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City Council President wants to bill vacant property owners for 911 fire responses

Posted at 10:46 AM, Mar 21, 2022
and last updated 2022-04-04 13:47:11-04

BALTIMORE — Baltimore City Council President Nick Mosby plans to introduce three bills Monday to further address ongoing problems with vacant homes.

One of the proposed laws would require vacant property owners to pay for emergency response services.

That would include the costs of fire department investigations, hazmat situations, and water related incidents.

The bill would permit the Fire Department to send itemized bills to vacant owners detailing the costs of materials used during an emergency response at their property.

A second bill proposed by Mosby would offer incentives to those vacant property owners who address outstanding code violations, and work towards getting their property listed as non-vacant. Specifics of those incentives are unclear.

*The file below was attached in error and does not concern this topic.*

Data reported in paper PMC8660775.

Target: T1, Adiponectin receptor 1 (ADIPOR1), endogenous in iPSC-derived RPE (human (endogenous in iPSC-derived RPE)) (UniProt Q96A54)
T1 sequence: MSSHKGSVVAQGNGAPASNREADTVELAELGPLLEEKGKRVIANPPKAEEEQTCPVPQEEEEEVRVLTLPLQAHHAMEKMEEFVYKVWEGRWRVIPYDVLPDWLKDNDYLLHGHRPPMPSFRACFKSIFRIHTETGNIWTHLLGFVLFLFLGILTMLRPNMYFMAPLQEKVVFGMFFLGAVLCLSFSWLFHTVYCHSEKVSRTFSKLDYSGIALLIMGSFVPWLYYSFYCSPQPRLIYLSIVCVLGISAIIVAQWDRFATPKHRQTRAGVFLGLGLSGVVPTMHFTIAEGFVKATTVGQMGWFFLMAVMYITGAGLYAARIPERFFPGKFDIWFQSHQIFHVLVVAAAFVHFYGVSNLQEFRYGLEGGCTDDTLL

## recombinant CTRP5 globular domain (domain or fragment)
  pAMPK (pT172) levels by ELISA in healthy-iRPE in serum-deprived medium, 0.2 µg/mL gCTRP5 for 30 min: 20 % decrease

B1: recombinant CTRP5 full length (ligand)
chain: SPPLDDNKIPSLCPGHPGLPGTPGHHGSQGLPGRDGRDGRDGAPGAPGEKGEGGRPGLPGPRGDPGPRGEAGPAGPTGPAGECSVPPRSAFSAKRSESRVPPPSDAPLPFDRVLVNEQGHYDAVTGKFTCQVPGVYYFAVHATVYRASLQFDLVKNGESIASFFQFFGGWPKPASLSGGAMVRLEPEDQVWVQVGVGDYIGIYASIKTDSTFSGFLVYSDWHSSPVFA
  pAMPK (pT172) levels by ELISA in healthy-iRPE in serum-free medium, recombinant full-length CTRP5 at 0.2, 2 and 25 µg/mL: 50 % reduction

The third bill would establish a fee structure for those vacant properties that are subject of repeated and proven 3-1-1 complaints.

Meanwhile, Councilwoman Odette Ramos is expected to introduce her own set of bills.

One increases fines for owners who don't comply with "Vacant Building Notices," which requires them to address whatever problems their property may be causing.

Ramos' plan calls for raising each fine to $1,000 which would multiply each day that a notice is ignored.

The goal she says would be to either get the owner's attention, or let the fines add up beyond the property's value, at which point they become what is known as In Rem, allowing the City to remove a property from tax sale, foreclose on the liens, and take possession of the property title.

Concerns over vacant homes in Baltimore City's reemerged, following the January deaths of three firefighters.

Paul Butrim, Kelsey Sadler and Kenneth Lacayo died while battling a blaze at a vacant home on S. Stricker Street.

MORE: Baltimore row home demolished after blaze killed three firefighters

Since then, those problems have shown no signs of slowing.

The latest fire involving a vacant home, happened Sunday night in the 5700 block of Presstman Street.

Currently, there are about 15,000 vacant properties in the city. Around 3,000 are city owned, while the rest are privately owned.